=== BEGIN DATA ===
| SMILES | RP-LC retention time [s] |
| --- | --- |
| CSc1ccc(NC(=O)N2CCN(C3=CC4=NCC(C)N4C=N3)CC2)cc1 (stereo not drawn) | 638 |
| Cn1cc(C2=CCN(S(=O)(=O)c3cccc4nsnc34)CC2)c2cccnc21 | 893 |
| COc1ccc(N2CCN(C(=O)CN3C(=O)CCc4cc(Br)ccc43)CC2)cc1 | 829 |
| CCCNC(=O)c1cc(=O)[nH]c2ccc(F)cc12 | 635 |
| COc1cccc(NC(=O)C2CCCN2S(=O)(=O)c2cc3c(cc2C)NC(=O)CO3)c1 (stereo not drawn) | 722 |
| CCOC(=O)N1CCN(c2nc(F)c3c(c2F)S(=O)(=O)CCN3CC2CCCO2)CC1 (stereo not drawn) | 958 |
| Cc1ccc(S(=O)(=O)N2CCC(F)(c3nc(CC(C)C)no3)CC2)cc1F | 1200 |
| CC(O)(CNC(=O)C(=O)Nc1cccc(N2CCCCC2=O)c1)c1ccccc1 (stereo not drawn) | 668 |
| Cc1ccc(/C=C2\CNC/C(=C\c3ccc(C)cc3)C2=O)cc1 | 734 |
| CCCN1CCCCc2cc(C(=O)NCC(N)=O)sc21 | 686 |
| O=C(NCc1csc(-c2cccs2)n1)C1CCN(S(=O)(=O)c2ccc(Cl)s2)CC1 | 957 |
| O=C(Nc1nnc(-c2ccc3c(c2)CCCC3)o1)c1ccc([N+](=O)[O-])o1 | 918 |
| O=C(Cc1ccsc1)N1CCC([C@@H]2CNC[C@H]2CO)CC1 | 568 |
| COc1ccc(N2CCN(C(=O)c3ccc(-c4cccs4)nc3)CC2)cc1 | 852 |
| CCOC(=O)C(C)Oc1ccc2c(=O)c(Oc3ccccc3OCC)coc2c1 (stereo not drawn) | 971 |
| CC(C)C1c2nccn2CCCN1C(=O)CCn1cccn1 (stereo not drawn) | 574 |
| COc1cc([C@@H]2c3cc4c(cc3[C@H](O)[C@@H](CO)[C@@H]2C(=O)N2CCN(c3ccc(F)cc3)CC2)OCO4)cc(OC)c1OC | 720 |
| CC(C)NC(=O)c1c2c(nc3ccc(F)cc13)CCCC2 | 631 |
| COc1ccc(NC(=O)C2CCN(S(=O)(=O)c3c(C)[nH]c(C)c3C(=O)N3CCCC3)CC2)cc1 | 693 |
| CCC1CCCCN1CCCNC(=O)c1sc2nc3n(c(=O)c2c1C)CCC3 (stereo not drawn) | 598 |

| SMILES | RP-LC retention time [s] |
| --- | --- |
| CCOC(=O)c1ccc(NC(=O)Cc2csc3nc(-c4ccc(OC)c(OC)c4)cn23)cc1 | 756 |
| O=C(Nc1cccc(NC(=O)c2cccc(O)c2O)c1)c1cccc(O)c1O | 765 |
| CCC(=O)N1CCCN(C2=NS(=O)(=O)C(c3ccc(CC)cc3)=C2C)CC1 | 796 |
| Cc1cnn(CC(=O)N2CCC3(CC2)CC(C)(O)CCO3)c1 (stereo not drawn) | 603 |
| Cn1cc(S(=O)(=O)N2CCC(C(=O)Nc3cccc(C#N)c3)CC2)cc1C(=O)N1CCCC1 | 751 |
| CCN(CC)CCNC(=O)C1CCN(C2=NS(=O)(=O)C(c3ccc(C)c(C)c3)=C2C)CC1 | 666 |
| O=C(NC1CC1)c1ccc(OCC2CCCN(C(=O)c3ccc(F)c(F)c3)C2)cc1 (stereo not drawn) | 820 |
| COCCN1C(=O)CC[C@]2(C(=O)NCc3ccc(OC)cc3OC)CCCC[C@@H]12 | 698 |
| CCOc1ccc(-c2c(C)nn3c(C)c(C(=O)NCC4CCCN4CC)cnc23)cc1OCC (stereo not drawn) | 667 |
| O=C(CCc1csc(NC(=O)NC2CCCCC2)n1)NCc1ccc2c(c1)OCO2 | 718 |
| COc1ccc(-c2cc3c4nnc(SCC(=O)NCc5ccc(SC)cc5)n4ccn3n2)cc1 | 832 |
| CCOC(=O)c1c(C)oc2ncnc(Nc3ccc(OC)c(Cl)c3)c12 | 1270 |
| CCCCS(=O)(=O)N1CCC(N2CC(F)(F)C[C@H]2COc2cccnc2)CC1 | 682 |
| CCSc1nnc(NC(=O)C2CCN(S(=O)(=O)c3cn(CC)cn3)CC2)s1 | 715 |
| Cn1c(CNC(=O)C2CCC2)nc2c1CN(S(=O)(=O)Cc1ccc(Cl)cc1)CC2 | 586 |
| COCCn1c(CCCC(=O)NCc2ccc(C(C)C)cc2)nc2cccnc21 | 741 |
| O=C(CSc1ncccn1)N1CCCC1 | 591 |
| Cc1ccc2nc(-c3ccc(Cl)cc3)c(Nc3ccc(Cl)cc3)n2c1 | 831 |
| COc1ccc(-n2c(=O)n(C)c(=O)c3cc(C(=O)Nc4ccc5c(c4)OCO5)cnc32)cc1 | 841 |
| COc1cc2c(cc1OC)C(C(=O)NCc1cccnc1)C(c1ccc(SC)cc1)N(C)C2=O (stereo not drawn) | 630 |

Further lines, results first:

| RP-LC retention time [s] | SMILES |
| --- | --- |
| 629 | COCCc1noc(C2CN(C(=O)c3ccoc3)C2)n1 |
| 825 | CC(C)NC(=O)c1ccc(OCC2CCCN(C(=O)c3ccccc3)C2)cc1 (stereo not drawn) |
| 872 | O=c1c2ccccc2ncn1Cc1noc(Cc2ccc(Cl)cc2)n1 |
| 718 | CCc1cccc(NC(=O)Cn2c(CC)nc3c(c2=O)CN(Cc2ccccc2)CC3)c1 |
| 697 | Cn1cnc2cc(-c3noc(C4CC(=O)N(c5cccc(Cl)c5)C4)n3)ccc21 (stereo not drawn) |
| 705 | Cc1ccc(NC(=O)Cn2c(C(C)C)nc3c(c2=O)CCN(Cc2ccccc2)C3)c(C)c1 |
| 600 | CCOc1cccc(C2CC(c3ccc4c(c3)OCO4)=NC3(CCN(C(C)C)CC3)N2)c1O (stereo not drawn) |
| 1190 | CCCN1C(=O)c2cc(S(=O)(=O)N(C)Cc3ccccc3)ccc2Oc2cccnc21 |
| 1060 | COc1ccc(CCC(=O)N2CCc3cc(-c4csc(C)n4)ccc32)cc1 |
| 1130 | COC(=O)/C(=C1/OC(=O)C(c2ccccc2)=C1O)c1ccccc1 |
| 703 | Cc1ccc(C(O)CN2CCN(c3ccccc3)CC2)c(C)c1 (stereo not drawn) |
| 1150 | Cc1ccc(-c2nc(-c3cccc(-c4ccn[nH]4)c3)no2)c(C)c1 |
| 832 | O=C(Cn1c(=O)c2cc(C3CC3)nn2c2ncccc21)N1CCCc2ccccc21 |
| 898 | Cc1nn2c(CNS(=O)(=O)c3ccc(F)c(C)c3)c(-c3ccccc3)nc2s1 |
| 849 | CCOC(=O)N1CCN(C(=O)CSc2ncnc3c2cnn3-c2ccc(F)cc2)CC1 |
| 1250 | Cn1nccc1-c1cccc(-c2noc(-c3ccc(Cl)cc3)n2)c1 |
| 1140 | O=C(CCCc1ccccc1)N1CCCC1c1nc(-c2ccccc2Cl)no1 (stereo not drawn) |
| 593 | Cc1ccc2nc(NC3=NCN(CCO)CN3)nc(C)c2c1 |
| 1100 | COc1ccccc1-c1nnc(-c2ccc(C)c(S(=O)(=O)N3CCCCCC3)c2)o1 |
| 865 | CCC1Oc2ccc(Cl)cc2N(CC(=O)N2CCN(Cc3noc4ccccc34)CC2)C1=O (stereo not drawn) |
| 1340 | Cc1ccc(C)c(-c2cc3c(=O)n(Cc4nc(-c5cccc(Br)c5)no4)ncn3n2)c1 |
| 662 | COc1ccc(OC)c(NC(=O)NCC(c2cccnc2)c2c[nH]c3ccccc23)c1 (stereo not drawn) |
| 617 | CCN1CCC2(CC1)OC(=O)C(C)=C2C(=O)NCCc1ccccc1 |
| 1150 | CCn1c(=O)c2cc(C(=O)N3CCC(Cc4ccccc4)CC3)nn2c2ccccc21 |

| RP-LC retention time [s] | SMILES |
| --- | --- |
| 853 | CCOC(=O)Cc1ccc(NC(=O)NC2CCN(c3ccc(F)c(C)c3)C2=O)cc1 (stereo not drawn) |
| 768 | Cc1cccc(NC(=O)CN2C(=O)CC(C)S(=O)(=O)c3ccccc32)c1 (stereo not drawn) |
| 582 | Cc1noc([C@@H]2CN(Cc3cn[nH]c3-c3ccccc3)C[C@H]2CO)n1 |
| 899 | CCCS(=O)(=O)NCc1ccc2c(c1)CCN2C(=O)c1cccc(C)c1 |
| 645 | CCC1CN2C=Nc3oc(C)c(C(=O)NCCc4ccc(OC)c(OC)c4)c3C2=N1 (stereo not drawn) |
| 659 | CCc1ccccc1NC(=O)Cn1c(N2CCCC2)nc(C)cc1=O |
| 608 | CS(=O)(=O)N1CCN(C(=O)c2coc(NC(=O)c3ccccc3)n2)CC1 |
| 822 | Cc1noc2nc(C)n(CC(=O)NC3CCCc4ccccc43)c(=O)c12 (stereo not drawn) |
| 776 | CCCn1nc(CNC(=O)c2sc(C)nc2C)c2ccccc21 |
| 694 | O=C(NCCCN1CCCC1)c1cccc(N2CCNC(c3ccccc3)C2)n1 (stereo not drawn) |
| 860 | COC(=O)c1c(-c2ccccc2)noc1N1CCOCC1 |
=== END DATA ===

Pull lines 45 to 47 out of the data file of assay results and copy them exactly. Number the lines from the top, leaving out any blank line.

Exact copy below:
Further lines, results first:

| RP-LC retention time [s] | SMILES |
| --- | --- |